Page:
EpLink researcher says team is ‘quite close’ to finding Lafora disease cure

November 7, 2013

By Deron Hamel

Dr. Berge Minassian says he believes scientists are “getting quite close” to finding a cure for Lafora disease, characterized as the most serious form of epilepsy, with inroads made possible by the Ontario Brain Institute’s (OBI’s) EpLink research program.

Dr. Berge Minassian
Dr. Berge Minassian

Minassian is one of more than 25 researchers at nine university and hospital sites across Ontario involved with EpLink.

Minassian has been studying Lafora disease for many years, and through his research he has found two mutated genes that cause the condition. These genes produce an abnormal form of starch-like glycogen which brain neurons cannot process.

Lafora disease is a rare seizure disorder, occurring in fewer than one in 200,000 people. It typically strikes young people in their early teens when they begin having uncontrolled seizures and dementia. This progressive form of epilepsy usually leads to death in about five to 10 years.

The build-up of glycogen overtakes neurons, causing severe seizures and dementia.
Funding for the EpLink project has had a major impact on his research team’s progress in finding a cure for Lafora disease, Minassian tells Voices of Epilepsy.

“It means quite a lot because this is quite a rare disease,” he says. “It’s usually hard to get funding for research for rare diseases, and EpLink has allowed us to get important funds to move us forward to (allow us) to keep doing our work.”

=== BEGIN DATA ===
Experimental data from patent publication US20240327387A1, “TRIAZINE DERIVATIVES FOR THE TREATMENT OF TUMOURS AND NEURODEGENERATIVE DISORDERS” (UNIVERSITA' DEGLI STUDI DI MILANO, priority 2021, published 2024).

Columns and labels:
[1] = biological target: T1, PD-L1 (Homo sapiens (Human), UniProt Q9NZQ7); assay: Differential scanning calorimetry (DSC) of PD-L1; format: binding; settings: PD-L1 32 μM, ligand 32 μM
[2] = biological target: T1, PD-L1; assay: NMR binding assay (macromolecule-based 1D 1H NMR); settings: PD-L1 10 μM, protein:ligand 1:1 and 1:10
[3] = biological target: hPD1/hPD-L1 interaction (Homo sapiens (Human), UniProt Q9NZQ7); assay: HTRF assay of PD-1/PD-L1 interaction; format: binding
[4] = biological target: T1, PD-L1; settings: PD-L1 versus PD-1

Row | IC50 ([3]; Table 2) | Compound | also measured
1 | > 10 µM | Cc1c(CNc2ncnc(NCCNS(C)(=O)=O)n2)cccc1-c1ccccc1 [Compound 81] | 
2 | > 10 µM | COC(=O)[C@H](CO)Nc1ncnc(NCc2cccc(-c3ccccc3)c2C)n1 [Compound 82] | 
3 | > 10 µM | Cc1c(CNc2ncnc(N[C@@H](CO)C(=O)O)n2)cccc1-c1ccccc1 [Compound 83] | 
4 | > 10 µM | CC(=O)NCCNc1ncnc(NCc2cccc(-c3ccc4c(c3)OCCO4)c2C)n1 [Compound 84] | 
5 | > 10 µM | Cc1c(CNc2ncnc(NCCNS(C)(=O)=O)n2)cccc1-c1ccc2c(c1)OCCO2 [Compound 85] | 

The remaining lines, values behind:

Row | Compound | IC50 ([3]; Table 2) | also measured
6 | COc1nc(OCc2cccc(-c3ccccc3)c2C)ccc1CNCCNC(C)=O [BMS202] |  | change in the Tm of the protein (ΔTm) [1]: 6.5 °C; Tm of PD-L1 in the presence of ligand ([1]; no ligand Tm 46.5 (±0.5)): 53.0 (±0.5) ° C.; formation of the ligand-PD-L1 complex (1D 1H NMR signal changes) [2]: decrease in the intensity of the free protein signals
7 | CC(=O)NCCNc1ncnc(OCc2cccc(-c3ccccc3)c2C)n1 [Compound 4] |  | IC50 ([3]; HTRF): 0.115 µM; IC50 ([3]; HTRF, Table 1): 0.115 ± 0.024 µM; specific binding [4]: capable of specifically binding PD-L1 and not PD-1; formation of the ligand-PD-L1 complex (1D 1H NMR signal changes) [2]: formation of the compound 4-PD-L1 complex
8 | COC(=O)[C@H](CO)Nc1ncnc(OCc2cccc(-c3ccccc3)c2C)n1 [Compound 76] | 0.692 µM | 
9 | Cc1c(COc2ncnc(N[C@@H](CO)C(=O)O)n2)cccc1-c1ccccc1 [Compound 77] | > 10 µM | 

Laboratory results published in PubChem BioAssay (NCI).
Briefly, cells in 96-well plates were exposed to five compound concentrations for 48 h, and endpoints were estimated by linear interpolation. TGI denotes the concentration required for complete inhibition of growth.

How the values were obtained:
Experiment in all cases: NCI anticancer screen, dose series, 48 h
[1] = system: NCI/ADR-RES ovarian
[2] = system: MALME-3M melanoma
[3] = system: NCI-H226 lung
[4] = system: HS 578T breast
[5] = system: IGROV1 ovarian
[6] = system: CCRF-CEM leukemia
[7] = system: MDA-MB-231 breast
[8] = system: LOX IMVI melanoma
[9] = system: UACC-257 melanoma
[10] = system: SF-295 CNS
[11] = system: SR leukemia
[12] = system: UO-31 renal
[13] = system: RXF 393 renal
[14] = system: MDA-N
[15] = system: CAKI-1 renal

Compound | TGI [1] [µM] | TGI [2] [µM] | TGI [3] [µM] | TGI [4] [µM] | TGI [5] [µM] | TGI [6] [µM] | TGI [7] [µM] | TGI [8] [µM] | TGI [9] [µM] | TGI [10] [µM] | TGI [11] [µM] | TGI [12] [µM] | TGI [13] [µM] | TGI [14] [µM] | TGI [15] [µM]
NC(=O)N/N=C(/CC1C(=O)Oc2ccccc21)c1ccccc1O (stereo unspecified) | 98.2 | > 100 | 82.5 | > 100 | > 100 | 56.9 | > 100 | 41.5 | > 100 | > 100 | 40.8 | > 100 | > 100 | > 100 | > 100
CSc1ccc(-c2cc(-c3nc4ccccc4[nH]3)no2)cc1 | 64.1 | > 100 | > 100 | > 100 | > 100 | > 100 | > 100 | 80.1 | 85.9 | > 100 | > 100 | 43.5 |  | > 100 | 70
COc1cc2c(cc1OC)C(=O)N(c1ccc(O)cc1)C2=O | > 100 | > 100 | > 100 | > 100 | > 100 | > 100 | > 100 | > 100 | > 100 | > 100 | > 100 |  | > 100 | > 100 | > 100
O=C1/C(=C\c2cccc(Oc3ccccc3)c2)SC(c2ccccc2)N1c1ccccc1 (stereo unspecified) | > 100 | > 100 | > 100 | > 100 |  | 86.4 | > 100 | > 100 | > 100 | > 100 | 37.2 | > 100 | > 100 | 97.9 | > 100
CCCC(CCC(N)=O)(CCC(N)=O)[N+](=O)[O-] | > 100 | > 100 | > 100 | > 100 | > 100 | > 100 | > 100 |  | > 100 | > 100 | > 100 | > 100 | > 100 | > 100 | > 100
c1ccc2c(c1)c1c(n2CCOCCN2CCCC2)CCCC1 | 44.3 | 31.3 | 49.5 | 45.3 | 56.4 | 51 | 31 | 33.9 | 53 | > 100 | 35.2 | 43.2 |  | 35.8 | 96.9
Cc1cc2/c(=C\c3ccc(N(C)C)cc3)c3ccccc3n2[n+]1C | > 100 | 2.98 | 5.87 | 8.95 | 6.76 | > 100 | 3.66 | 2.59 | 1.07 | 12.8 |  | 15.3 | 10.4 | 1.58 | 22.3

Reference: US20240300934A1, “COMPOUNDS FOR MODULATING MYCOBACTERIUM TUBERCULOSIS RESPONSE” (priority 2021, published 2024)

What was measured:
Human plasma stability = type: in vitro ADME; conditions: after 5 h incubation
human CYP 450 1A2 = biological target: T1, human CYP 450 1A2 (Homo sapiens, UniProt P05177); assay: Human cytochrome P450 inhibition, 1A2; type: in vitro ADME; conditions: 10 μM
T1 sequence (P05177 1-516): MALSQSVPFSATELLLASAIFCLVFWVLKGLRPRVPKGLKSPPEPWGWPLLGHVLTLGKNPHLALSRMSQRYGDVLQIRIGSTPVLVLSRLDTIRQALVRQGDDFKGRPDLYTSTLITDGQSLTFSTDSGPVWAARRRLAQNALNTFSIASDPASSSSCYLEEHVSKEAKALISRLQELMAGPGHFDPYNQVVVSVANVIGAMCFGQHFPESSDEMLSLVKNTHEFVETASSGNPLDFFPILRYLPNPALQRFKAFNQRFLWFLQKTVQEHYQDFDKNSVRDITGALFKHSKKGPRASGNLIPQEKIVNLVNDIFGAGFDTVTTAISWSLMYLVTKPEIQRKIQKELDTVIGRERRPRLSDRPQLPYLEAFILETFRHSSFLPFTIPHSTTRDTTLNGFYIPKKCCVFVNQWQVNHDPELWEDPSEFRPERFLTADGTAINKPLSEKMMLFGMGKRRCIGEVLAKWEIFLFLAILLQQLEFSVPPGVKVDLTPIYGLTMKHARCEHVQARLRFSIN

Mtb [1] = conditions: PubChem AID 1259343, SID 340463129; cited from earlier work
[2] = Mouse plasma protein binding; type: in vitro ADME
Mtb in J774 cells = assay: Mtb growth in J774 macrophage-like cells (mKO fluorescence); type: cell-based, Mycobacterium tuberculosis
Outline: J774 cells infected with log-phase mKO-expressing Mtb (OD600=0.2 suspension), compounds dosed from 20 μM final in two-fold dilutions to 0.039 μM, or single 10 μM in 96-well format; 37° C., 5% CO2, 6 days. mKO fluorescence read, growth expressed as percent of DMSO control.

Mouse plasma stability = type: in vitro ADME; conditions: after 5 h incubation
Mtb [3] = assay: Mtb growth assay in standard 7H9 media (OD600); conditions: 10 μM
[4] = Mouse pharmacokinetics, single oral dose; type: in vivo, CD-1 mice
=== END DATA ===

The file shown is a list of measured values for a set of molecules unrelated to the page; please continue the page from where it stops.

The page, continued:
Much of Minassian’s research in the past year and a half has focused on lab work with mice. His team has been able to cure Lafora disease in mice through genetic changes, so they now know this is the way to cure it in humans. However, curing Lafora disease in humans would require different genetic manipulations.

Minassian says the next step in the path to finding a cure is to develop medications that can create the needed genetic changes.

“We are actively looking for medications that will do the same thing that the genetic manipulations did in the mice as a treatment for our patients, and we’re doing this in part with the EpLink funding,” says Minassian, who also credits leadership from EpLink co-directors Dr. McIntyre Burnham and Dr. Jorge Burneo as an important component to his team’s success.

On March 5, the province committed to injecting $100 million over five years to OBI, which, in turn, means five more years of EpLink funding.

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2 responses on “EpLink researcher says team is ‘quite close’ to finding Lafora disease cure

  1. valorie mccoy

    my son has lafora , please hurry with a cure. he will try new med. please help franklin scott mccoy. i am his mom valoriemccoy God bless

  2. Carlos Caycho

    am a desperate father with 2 teenager with lafora myoclonic epilepsy progressive
    My son Anthony is an autistic boy 16 years old he has 4 years with seizures and My daughter Yasmin 15 years old she has 4 years continues seizures.
    medicines doesn’t work my kids try all medicines.
    I read a lot about lafora and I know is progreesive my 2 kids need wheelchair and we have to feed.
    I remember an cry a lot because my 2 kids were available to run, play and do everything
    I am explaining my situation if you can help me or give me an advice
    only I prade god my kids one day be ok
    is very hard to see my kids how deterioring their life every day.
    this is my cell 305 907 4381 I live in Miami florida this is my email
    [email protected] [email protected]
    Anything I can do from my part I will for my 2 kids
    nobody knows how sad is my kids life and I cry every day
    sometimes I wish die with then for get a better life next to God
    is hard to describe.
    Thanks for read my email

    God bless you

    Anthony and Yasmin

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